Science teacher Robert Foor-Hogue, whose students are always raising money for one project or another, has found a new way to bring in dollars for South Carroll High School.
He is this year's statewide winner of the Presidential Award for Excellence in Science and Mathematics Teaching.
The award, for secondary science, gives him $7,500 to spend on his school. He also will spend a week of March in Washington, and get to meet the president during a Rose Garden ceremony at the White House.
"I'll use it for equipment," he said of the prize money. "We can use computers and scales. I'm also department chair, and there are some things we really need. I could spend a lot more than that."
Mr. Foor-Hogue teaches advanced chemistry and science research. The latter class involves several large projects for which students raise money with such projects as selling pizza kits. They have raised about $50,000 in the past few years, he said, and have gotten some state grants.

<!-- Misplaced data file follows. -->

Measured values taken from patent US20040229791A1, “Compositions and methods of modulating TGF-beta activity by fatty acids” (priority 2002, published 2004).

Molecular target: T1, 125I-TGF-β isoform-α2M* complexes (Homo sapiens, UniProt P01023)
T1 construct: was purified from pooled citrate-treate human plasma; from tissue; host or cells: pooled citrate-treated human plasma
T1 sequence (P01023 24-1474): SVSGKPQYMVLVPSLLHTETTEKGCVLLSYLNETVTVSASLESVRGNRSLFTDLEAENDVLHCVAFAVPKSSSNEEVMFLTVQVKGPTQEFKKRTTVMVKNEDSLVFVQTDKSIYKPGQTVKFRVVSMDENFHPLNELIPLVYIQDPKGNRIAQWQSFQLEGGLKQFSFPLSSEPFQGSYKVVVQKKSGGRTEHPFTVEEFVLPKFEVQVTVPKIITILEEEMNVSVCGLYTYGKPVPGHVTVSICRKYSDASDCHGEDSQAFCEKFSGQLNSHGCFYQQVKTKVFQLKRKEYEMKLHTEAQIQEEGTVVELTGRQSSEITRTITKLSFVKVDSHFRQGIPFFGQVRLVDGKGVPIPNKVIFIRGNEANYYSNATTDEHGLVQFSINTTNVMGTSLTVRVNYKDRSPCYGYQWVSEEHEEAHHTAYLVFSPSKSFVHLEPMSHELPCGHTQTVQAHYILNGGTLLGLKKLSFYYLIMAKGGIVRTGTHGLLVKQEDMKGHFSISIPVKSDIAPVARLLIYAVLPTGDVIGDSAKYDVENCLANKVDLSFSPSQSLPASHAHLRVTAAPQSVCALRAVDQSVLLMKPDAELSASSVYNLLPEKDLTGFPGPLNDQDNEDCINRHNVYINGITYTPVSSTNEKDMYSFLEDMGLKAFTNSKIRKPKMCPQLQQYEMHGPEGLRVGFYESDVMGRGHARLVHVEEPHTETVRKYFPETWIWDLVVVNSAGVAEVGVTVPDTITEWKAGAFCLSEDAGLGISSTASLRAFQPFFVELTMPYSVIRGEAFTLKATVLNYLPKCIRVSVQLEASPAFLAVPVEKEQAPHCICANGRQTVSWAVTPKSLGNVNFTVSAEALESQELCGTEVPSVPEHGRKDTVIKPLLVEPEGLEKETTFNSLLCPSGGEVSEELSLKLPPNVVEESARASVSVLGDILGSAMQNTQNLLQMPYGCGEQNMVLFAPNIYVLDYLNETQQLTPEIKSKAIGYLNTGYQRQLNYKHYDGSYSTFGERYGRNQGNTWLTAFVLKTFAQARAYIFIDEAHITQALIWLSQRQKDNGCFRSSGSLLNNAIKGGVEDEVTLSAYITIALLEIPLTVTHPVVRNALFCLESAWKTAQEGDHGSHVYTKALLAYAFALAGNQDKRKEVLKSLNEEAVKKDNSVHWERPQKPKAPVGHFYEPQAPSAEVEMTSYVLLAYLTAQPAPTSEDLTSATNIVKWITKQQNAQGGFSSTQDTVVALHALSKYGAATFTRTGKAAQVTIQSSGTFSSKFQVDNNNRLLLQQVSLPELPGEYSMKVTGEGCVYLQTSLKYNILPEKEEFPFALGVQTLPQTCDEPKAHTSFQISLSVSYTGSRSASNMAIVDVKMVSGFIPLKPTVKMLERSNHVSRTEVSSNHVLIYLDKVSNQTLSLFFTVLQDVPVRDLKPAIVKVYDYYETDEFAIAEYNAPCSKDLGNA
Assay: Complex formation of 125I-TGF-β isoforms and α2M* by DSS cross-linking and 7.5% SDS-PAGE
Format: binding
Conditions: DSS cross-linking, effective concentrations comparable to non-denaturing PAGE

"Good education is very, very expensive," he said.
Projects have included studying and protecting a stream and wetlands behind the school, including building a small bridge over the water for cross-country runners and all-terrain vehicles that otherwise might disturb the stream.
Mr. Foor-Hogue, who lives in Millers, said he has been nominated for the award four times before this year. In the past, he said, the applications have always focused on the teacher's philosophy. This year, it asked what students are actually doing, and he thinks that's what won him the award.
"We have a really active science program in Carroll County," he said. "They let us do some interesting things and take risks."
Mr. Foor-Hogue, 42, has taught in Carroll for 12 years and in Baltimore for six years before that.